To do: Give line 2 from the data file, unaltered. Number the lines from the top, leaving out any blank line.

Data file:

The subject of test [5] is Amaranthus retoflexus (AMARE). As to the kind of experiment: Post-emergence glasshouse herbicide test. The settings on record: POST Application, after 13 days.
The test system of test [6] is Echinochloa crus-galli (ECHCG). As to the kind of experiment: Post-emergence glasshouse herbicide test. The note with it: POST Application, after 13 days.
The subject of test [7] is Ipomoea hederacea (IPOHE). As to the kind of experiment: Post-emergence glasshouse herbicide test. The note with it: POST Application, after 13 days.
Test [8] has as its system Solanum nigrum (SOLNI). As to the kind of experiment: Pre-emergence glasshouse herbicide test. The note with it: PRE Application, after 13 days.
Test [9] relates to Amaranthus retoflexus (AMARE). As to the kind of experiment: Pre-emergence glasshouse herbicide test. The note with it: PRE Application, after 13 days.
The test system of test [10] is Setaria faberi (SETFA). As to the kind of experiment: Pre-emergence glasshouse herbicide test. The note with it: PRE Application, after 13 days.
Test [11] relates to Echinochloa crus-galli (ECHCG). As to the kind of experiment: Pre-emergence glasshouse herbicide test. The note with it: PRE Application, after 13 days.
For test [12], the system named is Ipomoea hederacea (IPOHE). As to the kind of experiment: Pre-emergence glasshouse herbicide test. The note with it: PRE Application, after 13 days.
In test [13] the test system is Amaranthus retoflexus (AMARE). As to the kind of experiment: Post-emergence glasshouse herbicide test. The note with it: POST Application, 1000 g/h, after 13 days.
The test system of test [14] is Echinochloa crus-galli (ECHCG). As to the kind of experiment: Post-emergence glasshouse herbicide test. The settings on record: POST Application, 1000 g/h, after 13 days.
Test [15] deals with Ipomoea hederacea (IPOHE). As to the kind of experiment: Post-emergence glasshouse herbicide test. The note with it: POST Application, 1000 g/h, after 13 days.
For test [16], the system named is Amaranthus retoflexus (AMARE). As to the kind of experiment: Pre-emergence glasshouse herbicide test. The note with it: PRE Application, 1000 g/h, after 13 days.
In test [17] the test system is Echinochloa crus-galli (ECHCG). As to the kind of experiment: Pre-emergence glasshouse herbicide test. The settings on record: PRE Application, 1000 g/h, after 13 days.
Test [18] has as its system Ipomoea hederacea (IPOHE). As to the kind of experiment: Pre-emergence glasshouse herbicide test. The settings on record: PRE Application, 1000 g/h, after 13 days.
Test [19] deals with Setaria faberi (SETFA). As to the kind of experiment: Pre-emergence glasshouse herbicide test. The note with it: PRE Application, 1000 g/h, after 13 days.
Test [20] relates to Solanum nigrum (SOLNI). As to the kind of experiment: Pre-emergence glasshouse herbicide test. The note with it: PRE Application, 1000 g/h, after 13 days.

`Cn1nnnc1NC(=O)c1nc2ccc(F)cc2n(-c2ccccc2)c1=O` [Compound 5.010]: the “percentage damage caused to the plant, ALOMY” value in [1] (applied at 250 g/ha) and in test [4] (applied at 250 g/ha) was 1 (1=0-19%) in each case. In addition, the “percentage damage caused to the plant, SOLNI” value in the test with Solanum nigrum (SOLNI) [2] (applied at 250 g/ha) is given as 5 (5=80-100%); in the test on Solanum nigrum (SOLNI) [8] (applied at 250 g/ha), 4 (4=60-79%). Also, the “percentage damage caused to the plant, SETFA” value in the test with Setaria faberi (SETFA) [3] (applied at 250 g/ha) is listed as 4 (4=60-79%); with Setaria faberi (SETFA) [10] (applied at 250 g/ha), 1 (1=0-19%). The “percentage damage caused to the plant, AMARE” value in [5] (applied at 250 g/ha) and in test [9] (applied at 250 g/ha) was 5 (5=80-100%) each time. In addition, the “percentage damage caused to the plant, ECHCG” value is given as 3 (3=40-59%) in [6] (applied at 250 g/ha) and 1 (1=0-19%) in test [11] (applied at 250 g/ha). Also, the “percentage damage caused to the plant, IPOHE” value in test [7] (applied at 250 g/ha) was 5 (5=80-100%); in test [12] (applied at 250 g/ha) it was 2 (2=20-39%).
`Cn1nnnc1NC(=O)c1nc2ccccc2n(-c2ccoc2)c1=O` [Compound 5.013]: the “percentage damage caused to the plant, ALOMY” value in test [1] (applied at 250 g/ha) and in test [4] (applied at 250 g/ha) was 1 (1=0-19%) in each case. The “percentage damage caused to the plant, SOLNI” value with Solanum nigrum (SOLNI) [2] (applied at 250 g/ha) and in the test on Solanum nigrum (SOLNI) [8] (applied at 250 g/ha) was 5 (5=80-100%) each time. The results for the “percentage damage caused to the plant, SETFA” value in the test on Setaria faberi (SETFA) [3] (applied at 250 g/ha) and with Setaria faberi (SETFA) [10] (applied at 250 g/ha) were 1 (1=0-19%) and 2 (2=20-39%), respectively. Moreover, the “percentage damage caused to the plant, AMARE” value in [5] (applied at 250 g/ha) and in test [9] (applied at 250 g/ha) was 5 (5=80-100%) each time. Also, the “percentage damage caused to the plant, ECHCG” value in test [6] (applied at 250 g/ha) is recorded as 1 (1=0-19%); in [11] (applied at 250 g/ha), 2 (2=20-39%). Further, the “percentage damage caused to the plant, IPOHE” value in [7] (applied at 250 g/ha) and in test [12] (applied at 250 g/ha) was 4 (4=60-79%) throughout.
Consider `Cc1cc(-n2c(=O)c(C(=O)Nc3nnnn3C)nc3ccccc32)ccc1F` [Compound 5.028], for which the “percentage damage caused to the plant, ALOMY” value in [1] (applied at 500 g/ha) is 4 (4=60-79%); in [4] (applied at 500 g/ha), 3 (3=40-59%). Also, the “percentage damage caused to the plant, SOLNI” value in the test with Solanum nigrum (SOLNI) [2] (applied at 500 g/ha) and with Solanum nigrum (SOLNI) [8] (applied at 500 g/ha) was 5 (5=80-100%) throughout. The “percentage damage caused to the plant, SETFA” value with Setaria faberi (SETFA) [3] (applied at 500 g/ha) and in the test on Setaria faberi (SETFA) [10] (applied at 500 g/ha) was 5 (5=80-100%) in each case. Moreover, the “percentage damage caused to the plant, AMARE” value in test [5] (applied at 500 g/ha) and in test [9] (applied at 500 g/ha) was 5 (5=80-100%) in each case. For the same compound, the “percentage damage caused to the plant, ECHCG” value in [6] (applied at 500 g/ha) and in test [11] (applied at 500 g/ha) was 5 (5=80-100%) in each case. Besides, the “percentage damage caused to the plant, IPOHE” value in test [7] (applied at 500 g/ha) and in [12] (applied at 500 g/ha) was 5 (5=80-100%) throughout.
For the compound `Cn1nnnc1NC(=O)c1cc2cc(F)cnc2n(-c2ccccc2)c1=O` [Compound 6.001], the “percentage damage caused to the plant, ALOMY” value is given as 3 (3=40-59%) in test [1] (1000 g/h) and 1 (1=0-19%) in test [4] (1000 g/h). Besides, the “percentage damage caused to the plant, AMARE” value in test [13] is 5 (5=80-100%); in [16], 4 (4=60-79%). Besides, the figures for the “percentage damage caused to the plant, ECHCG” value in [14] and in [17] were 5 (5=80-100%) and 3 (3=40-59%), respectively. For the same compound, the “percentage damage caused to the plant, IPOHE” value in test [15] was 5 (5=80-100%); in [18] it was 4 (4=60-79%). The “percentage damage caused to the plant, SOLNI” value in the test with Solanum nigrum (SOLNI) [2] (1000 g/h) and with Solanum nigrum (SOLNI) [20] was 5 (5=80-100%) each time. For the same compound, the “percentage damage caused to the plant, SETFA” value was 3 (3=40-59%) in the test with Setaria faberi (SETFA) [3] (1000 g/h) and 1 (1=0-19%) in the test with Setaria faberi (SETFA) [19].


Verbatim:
The test system of test [6] is Echinochloa crus-galli (ECHCG). As to the kind of experiment: Post-emergence glasshouse herbicide test. The note with it: POST Application, after 13 days.